I recently got paid from my previous employer, more money than I was supposed to recieve. It was the companys mess-up & now I don't have the money to pay them back. I went to talk to my previous employer and they told me that I owed $60 of the check I recieved. I paid the $60 & now they are telling me that I was only suppose to recieve $60 instead of $321.41. Since it was the companys mess-up to begin with, plus they told me the incorrect amount, can they press charges on me? Also, I'm a minor.
This should be a civil not a criminal matter. That being said more context is necessary to determine if the former employer can suggest criminal intent to the police or the local prosecutors. Consult and retain an experienced criminal defense attorney who is also versed in the civil( money damages aspect ) of your question ASAP. Be aware and beware!
Please do NOT use this answer/response to say or do anything regarding your situation. This answer/response is based on the information provided in the question asked and requires a much more complete context than is available in this public forum. BEFORE you say or do anything consult with an experienced Federal and/or state criminal defense attorney in your jurisdiction who will listen to you and your concerns.
This does not amount to embezzlement in my opinion. You did not make the mistake, and you even corrected it according to their instructions.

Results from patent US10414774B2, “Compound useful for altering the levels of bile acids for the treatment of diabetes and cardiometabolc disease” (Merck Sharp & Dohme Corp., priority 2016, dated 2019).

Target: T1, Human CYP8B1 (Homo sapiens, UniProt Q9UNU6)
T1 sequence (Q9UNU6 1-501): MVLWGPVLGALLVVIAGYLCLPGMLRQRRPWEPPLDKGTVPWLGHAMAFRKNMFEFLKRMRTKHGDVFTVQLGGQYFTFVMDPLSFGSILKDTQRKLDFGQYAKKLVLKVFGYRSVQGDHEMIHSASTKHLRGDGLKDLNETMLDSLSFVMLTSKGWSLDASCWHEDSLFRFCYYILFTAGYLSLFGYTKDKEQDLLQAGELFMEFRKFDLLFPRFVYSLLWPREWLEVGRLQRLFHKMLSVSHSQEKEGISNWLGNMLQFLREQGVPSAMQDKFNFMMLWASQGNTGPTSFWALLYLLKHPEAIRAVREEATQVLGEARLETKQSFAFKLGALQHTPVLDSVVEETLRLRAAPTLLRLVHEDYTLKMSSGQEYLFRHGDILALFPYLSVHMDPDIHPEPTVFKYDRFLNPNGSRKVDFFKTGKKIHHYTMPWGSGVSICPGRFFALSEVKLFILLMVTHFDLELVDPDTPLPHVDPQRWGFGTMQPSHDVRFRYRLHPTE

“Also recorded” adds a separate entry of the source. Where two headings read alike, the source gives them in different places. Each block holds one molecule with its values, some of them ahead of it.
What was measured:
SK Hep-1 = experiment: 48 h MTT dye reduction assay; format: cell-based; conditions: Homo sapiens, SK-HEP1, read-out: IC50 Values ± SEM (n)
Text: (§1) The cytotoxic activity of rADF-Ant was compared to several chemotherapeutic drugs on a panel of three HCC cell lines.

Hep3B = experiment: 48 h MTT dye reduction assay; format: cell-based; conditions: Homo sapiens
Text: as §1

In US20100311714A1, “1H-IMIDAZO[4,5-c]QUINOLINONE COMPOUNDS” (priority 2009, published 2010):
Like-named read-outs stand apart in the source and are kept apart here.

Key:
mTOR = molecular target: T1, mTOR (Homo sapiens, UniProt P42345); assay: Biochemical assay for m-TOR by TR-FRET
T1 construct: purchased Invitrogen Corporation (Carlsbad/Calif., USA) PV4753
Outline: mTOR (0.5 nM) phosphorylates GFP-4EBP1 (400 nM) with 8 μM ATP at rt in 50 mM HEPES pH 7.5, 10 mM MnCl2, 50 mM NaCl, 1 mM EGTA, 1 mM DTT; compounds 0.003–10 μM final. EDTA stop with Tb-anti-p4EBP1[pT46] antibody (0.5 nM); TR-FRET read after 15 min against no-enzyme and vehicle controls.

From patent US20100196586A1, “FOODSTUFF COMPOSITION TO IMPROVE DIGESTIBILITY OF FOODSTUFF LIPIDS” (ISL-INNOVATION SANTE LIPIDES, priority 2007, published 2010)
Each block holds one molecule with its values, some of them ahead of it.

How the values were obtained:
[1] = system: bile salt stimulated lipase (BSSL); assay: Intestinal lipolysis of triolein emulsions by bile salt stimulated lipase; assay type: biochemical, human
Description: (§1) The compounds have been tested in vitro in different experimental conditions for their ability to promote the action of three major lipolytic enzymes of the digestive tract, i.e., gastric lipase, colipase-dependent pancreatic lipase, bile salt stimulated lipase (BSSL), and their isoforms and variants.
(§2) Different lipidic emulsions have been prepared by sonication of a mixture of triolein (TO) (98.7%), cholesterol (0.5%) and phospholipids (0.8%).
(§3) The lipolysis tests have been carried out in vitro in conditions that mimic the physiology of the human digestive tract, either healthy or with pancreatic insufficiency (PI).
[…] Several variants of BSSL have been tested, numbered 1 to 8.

R. Jason de Groot, Esq. We do not have an attorney-client relationship. I am not your lawyer. The statements I make do not constitute legal advice. Any statements made by me are based upon the limited facts you have presented, and under the premise that you will consult with a local attorney. This is not an attempt to solicit business. This disclaimer is in addition to any disclaimers that this website has made. I am only licensed in Florida. If you wish to contact the above attorney, see his profile at this website.
It doesn't sound like embezzlement, particularly since it was the employer who overpaid you. You should see a local employment attorney. You could also ask the employer for a complete accounting showing the alleged error.
TELL YOUR PARENTS OR GUARDIANS -- NOW!!!
First, I wouldn't be discussing facts of accusations, in depth, over the internet. Second, if these are all the facts, then it sounds civil and not criminal in nature. HOWEVER, are these the facts that will be told to the police??? There are 3 sides to every event. YOUR side. THEIR side. And finally, what exactly happened. Unless the entire event was videotaped and audiotaped, there will be holes that interested parties will fill in. Your best protection is to reach out to a seasoned criminal defense attorney who can ask you the hard questions, face to face, in confidence. Remember, it's like going to the doctor, you MUST tell him everything and NOT just what is good for you. Police only require probable cause that someone committed a crime too, and this is a low standard of proof, much lower than the one needed at trial.
Our Rating is calculated using information the lawyer has included on their profile in addition to the information we collect from state bar associations and other organizations that license legal professionals. Attorneys who claim their profiles and provide Avvo with more information tend to have a higher rating than those who do not.What determines Avvo Rating?Experience & background
Years licensed, work experience, educationLegal community recognition
Peer endorsements, associations, awardsLegal thought leadership
Publications, speaking engagementsDiscipline